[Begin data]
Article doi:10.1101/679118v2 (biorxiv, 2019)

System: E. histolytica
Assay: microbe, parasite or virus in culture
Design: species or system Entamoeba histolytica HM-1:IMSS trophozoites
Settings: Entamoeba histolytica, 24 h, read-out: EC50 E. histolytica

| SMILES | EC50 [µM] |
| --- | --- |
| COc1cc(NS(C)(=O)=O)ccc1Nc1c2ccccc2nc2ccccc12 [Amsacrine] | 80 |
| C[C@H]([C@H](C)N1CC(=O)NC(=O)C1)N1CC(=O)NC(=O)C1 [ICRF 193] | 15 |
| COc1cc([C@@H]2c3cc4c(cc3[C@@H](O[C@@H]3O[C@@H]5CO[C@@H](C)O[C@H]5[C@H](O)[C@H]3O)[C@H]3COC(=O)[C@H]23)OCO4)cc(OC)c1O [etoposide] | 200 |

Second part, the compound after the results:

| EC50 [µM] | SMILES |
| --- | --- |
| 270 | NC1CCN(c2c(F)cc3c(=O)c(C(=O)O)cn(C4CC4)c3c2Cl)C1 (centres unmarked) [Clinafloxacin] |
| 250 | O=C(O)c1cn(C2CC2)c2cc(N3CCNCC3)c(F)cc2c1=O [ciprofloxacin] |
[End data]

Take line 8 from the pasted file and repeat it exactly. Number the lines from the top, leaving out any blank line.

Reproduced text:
| COc1cc(NS(C)(=O)=O)ccc1Nc1c2ccccc2nc2ccccc12 [Amsacrine] | 80 |